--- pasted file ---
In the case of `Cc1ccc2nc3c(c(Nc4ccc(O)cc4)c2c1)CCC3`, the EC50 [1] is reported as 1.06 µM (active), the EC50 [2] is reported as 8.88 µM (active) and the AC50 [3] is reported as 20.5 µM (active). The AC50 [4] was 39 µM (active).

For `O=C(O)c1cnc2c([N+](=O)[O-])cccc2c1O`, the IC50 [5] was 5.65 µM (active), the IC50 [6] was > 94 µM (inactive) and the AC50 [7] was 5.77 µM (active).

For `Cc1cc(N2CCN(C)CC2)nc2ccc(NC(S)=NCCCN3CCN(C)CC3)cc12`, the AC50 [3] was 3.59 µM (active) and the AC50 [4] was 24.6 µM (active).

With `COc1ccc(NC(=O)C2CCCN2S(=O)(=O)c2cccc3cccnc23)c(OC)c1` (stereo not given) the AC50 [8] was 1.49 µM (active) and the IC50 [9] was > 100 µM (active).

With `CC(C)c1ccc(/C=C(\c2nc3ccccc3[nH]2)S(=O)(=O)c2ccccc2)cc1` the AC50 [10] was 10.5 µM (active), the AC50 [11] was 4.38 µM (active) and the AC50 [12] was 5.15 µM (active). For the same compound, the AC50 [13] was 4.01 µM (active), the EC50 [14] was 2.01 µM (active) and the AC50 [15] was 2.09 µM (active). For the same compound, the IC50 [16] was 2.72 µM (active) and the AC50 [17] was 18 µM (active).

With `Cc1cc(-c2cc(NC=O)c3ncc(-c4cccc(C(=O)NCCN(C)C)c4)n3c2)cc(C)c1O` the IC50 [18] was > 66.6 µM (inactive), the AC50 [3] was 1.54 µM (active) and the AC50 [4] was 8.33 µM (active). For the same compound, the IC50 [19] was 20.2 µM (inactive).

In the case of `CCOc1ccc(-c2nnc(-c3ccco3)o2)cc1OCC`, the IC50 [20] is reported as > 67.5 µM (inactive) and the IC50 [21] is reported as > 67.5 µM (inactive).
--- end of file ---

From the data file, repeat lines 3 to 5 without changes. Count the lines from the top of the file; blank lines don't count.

For `Cc1cc(N2CCN(C)CC2)nc2ccc(NC(S)=NCCCN3CCN(C)CC3)cc12`, the AC50 [3] was 3.59 µM (active) and the AC50 [4] was 24.6 µM (active).

With `COc1ccc(NC(=O)C2CCCN2S(=O)(=O)c2cccc3cccnc23)c(OC)c1` (stereo not given) the AC50 [8] was 1.49 µM (active) and the IC50 [9] was > 100 µM (active).

With `CC(C)c1ccc(/C=C(\c2nc3ccccc3[nH]2)S(=O)(=O)c2ccccc2)cc1` the AC50 [10] was 10.5 µM (active), the AC50 [11] was 4.38 µM (active) and the AC50 [12] was 5.15 µM (active). For the same compound, the AC50 [13] was 4.01 µM (active), the EC50 [14] was 2.01 µM (active) and the AC50 [15] was 2.09 µM (active). For the same compound, the IC50 [16] was 2.72 µM (active) and the AC50 [17] was 18 µM (active).